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Chapter 14 The Renaissance and Reformation _1350-1600_

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Chapter 14 The Renaissance and Reformation _1350-1600_ Powered By Docstoc
					Chapter 14: The Renaissance
and Reformation (1350-1600)


  Section 1: The Renaissance in
               Italy
   “What a glorious time to be alive!”
            Italian City-States

• Renaissance = rebirth…of classical culture
• Birthplace in Italy: Florence
• Produced gifted poets, artists, architects, scholars and
  scientists
• Eventually spread north: Flanders
• Prosperous cities of trade – Florence, Milan, Venice,
  Genoa
• Wealthy & powerful merchant class supported the arts
  and culture – patrons (supporters of the arts)
• Education, individual achievement, curiosity
  (Copernicus/Galileo) and adventure (Columbus)
  stressed
    Medici family of Florence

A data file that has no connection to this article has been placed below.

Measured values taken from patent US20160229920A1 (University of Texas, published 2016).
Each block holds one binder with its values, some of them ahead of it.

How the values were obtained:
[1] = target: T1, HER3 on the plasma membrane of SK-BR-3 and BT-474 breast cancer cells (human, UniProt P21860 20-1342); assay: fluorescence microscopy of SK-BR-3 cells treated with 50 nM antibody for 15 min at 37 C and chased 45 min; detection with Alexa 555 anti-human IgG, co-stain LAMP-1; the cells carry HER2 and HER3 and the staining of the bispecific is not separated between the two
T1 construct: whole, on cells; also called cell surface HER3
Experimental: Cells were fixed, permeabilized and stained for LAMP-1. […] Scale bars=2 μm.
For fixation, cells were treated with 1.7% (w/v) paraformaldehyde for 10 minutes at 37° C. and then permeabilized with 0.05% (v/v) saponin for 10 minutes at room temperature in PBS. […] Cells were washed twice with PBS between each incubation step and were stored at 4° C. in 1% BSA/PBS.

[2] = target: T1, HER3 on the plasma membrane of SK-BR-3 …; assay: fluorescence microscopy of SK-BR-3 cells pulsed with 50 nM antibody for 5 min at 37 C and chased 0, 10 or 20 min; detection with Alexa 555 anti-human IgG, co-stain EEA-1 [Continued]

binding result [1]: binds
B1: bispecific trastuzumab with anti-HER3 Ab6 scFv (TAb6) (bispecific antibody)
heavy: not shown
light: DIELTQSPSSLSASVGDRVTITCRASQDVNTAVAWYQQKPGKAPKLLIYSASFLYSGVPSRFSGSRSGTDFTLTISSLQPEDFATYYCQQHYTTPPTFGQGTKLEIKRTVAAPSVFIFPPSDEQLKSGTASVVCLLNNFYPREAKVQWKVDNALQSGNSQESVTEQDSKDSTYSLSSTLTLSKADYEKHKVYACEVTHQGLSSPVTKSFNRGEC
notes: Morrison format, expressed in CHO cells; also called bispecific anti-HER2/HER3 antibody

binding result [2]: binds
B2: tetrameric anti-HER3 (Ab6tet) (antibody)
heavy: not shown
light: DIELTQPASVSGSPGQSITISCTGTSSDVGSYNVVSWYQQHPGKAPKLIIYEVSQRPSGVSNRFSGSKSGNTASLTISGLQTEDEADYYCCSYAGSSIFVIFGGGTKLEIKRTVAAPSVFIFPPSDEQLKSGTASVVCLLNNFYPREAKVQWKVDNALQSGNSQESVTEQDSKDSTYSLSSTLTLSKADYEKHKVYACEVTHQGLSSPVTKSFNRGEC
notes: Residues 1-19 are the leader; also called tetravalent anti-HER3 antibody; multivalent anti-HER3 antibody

• built a powerful banking
  and merchant business
  (mined alum-chemical
  used in textile
  production/dying of wool)
• Giovanni, Cosimo
  (Godfather) and Lorenzo
  ―the Magnificent‖ (1449-
  1492)
• 1434 onward: served as
  uncrowned rulers of
  Florence
• Medici
  What was the Renaissance?
• Most important change: the way people viewed
  themselves and the world
• The human experience in the living world replaced the
  preoccupation with gaining salvation in the afterlife!
• Preserving classical (Greek/Roman) heritage:
  Medieval monks/nuns & scholars copied manuscripts
• Latin – survived as language of the Catholic Church and
  of educated people
• Renaissance ideal = person with many talents
  (knows a great deal about many things: a